Kobe Bryant helicopter had nearly cleared blinding clouds

Kobe Bryant helicopter had nearly cleared blinding clouds
Federal investigators say wreckage from the helicopter that crashed last month and killed Kobe Bryant, his daughter and seven others did not show any evidence of outward engine failure. (Source: AP Photo/Jessica Hill)

LOS ANGELES (AP) - Investigators say the helicopter that crashed and killed Kobe Bryant and eight others was almost out of blinding clouds when it plunged and crashed into a Southern California hillside.

An investigative update released Friday by the National Transportation Safety Board says there wasn't any sign of engine failure in the Jan. 26 crash northwest of Los Angeles.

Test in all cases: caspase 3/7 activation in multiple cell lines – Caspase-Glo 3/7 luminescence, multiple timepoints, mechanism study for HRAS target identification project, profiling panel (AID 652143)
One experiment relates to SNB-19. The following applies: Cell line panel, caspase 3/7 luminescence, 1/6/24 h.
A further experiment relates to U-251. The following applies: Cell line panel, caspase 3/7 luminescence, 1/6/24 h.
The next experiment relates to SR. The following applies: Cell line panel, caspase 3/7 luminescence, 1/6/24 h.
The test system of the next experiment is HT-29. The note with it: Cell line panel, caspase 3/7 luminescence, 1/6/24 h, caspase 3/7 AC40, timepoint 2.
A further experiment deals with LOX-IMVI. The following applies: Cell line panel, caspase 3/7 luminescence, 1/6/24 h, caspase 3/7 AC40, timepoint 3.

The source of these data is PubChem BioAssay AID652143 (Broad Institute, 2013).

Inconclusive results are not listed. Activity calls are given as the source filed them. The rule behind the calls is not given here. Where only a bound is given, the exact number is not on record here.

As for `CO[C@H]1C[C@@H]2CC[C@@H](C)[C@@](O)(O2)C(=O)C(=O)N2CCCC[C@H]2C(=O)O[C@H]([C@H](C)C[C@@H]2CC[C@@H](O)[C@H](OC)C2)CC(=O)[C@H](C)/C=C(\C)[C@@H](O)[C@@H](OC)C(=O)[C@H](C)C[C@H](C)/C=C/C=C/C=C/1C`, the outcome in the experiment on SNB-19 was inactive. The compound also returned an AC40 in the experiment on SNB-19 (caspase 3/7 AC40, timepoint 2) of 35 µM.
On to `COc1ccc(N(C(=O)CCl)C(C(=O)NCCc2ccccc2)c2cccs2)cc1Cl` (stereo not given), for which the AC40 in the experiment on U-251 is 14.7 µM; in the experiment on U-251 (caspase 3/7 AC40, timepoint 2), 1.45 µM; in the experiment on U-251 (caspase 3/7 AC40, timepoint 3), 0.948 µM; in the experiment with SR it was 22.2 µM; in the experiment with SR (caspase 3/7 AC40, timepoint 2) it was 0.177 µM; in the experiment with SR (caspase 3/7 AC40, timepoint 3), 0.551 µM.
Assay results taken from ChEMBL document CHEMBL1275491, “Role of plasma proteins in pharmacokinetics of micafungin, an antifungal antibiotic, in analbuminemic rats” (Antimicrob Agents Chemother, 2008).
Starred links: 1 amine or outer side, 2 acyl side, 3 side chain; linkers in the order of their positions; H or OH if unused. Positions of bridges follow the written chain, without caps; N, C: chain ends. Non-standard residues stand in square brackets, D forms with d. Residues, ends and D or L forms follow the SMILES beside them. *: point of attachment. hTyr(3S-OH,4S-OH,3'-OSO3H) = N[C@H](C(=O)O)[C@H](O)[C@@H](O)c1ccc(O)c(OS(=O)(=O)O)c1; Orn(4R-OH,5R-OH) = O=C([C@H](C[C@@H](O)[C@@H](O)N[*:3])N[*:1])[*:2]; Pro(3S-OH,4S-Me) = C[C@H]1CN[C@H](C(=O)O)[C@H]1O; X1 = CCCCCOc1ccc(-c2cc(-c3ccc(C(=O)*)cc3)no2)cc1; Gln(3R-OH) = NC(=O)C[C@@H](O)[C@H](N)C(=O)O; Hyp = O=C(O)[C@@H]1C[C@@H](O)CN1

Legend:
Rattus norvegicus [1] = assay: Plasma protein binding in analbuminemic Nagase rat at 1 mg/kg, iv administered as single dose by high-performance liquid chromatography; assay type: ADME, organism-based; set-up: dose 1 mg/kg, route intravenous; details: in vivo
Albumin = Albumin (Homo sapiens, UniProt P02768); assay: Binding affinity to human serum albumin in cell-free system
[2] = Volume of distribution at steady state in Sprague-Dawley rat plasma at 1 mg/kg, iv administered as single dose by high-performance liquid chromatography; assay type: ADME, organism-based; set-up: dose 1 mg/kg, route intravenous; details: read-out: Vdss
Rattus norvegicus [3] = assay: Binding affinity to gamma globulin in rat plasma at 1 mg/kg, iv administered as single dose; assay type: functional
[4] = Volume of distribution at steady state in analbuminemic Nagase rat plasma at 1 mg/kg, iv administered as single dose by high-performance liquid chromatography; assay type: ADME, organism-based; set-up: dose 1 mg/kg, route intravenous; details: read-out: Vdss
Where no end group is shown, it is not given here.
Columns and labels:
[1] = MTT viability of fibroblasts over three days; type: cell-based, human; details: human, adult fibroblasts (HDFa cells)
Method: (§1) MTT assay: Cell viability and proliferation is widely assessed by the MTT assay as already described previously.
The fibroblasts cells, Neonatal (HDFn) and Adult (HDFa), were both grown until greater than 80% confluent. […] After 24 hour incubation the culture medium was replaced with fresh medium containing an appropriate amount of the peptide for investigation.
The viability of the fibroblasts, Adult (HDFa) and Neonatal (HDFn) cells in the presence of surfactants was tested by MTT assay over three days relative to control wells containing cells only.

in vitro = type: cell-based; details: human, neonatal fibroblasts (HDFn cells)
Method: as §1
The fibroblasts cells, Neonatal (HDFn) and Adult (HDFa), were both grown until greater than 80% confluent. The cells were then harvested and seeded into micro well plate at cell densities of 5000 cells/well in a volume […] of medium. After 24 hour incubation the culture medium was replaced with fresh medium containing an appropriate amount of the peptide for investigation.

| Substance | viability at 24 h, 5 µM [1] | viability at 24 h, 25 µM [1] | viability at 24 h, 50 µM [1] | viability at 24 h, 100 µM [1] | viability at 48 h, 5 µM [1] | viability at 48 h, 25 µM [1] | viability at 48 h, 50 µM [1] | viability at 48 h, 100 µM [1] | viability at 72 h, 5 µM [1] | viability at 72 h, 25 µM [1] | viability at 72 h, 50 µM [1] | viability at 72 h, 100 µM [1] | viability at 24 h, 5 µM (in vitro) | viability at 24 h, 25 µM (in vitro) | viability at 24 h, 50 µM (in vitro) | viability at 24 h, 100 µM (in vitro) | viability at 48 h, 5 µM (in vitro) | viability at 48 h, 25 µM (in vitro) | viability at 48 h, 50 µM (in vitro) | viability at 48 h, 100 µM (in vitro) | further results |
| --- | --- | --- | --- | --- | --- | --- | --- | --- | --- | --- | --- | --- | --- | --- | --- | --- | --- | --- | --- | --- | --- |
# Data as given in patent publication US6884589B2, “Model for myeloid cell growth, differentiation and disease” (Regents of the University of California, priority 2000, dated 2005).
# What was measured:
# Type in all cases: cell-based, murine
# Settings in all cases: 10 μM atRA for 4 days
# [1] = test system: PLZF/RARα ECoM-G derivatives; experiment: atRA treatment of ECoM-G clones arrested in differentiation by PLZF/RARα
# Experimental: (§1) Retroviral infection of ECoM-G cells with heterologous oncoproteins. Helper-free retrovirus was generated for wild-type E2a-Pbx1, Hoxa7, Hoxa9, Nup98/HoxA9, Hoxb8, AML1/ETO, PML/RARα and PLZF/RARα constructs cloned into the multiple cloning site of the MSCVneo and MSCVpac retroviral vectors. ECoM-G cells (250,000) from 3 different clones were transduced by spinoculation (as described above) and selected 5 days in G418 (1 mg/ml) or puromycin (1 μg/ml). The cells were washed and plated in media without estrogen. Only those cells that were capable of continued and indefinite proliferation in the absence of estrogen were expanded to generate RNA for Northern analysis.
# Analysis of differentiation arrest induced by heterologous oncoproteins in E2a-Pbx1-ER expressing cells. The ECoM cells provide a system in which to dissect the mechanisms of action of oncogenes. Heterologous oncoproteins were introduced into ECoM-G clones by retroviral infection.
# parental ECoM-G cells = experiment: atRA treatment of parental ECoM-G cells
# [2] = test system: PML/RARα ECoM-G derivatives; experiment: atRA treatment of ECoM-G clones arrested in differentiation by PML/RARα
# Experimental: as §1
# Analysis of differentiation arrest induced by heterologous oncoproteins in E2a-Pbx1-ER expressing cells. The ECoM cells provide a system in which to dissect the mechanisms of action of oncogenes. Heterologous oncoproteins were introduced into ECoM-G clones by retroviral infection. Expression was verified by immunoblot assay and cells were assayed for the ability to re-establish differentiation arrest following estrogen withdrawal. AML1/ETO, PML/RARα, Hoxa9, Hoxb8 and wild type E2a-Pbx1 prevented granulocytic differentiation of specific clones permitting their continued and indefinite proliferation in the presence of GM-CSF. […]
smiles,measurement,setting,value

The update doesn't say what caused the crash, but it indicates the pilot was only 100 feet from the cloud tops when he suddenly descended.

The update reinforces the notion that the pilot became disoriented while trying to get to clear skies.

The Jan. 26 crash killed the former Los Angeles Lakers star, his teenage daughter and seven others.

The NTSB is investigating the accident, including any role heavy fog played, and a final report isn’t expected for at least a year.

A witness told the NTSB that the helicopter was flying forward and downward through the fog before it crashed into the hill.

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